Even after two autobiographies, Mr. Obama remains something of a floating, uncrowded presence. His story (and he is so impressively self-aware as to have made the most acute comment on it) is temptingly open-ended, very much a page to be written on. He himself has written, most memorably: "I serve as a blank screen on which people of vastly different political stripes project their own views."Unfortunately, Obama has nothing to follow the first act. If you weren't taken in by the "Hollow Man's" first magic trick--becoming a political chameleon--you just have to be left behind by the Obama "rapture with the gods" transfiguration. It appears that you will have a lot of company.
That is as bold a statement as it is an insightful one. Bold, because it is a remarkable confession from a presidential hopeful. Insightful, because it matches the facts. There are not many personalities so fluid or vague on which an attempt to "project" a storyline would take hold. Imagine, for example, projecting a "rewrite" of Donald Rumsfeld. There's too much of Mr. Rumsfeld already there to offer hospitality to new material.
Mr. Obama, however, has a kind of welcoming emptiness. Eager acolyte or stern observer, both find it difficult not to add, or project, the most flattering, even jubilant, fill-ins.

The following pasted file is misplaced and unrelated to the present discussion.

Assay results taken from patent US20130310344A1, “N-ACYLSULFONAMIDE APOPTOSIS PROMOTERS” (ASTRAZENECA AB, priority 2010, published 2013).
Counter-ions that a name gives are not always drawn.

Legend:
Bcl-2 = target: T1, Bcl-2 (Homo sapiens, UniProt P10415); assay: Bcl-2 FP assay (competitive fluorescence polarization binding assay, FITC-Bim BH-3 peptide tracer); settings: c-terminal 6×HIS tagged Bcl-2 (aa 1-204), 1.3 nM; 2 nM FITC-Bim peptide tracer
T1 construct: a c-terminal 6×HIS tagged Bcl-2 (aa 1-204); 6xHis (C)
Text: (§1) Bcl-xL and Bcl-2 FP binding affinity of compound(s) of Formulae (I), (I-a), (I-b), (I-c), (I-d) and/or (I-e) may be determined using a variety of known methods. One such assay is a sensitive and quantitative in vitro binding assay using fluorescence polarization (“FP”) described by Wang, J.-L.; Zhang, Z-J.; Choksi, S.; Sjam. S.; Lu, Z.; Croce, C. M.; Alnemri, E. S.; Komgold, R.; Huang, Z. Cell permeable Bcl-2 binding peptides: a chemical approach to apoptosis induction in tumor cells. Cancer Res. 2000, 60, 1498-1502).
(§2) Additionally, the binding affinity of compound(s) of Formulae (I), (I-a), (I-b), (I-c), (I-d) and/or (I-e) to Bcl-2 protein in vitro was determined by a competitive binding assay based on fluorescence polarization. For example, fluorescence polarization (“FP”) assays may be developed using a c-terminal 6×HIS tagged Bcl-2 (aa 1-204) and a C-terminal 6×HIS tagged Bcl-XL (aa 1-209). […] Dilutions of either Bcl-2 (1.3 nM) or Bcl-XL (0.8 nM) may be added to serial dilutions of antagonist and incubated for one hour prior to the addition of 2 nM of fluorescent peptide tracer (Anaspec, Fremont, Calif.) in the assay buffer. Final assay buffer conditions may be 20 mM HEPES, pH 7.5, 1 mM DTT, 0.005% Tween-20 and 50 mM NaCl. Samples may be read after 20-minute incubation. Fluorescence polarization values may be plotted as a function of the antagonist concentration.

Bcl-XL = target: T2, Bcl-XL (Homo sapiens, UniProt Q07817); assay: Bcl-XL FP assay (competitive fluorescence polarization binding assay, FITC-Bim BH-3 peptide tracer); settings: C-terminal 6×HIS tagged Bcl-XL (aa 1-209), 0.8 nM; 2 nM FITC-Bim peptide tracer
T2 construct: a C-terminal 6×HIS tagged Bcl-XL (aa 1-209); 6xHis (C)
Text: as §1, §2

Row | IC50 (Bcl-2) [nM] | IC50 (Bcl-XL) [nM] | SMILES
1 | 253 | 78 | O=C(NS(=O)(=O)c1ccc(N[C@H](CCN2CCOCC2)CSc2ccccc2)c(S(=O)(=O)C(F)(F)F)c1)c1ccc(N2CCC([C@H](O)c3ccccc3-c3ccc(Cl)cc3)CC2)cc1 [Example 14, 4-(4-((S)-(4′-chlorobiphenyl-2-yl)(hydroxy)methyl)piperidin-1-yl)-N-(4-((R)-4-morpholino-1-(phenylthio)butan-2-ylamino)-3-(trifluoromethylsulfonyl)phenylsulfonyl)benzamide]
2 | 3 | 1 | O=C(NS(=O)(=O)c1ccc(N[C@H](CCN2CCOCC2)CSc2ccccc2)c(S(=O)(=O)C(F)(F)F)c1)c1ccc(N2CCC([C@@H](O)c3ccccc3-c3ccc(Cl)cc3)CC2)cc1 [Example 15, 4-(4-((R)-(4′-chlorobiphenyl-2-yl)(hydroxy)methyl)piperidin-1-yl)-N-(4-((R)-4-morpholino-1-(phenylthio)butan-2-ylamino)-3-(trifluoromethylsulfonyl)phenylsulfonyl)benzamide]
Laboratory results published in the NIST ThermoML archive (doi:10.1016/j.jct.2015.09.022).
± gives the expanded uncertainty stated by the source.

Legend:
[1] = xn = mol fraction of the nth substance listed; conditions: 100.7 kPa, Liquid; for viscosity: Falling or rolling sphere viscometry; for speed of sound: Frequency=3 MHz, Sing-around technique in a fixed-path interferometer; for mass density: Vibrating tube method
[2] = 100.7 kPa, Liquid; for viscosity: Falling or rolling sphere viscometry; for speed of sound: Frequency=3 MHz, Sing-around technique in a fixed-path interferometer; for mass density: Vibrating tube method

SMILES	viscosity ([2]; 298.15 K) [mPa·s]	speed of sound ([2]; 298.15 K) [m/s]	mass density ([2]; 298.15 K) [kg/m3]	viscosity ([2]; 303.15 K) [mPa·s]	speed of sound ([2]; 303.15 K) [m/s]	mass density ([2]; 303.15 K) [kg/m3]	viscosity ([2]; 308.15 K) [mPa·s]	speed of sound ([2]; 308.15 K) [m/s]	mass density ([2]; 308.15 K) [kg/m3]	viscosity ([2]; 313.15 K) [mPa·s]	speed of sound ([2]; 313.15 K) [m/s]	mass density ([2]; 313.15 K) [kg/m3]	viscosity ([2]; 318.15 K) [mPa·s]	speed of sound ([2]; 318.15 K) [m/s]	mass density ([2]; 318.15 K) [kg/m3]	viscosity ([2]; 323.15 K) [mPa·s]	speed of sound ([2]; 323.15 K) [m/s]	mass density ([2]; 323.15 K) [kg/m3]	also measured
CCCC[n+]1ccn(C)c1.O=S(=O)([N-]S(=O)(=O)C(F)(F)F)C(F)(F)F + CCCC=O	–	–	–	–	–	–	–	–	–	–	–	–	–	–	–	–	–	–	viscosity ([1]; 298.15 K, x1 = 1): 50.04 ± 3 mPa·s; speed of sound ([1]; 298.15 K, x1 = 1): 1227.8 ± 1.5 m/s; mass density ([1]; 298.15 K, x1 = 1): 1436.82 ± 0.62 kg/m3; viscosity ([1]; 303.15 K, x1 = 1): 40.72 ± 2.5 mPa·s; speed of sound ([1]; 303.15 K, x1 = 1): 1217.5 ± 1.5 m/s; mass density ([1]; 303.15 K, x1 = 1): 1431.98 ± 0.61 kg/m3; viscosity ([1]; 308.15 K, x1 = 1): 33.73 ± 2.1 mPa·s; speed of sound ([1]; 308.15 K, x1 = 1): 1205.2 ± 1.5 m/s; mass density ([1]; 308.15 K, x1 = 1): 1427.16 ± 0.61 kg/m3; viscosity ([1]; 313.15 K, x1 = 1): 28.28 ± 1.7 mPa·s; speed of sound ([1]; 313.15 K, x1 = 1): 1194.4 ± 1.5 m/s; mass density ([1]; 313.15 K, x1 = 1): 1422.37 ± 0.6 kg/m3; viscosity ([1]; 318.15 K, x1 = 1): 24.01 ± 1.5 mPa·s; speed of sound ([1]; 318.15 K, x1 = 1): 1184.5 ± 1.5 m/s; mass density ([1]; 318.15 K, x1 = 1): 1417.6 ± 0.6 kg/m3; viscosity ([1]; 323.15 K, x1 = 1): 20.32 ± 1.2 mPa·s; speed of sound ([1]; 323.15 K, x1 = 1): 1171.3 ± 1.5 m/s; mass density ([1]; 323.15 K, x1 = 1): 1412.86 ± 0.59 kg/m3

...People project their best wishes on him, they fill in the blank of a very attractive and plausible outline. His is not, emphatically, a charisma of deeds. For what has he done, save run for president? He is an accommodating vessel - cool, smart, biracial and "unfinished." This is the Gatsby quality of him that others have noted. Like Gatsby, he is a receptacle of others' glamorous invention.
....Mr. Obama's charisma is, in this sense, external, something extended to the candidate. And it follows that that which is given may equally be taken away. The sparkle has, in fact, dimmed. He travels now in a lower orbit, closer to Earth - which is to say, he grows more mundane. The great word "hope" sounds less frequently now. He picks a running mate thick with the dust and rancour of many long years in Washington.
His acceptance speech in the Olympic-style stadium could not gather the inspirational energy of his earlier arias. Of late, the flash supernova of U.S. politics is seen "competing" with a second-on-the-ticket female governor of a remote state. There's more than a gap between the "audacity of hope" and "lipstick on a pig." The mouth that spoke the first phrase should not be capable of the second.
He has shrunk into a combative partisan. He crowds his own screen, leaves less space for projection. Others are not writing his narrative now - he's inscribing his own.
A candidacy that leached so much of its energy and drive from the imagination of others, Gatsby-like, is shedding its gift. The narrative stage is over. It's all tactics from here on in. _GlobeandMail
Sunday, September 21, 2008
Obama as Gatsby, A Phantom Wanting to be Real
The Obama story catches the imagination, until one looks a little too closely. Then it all unravels: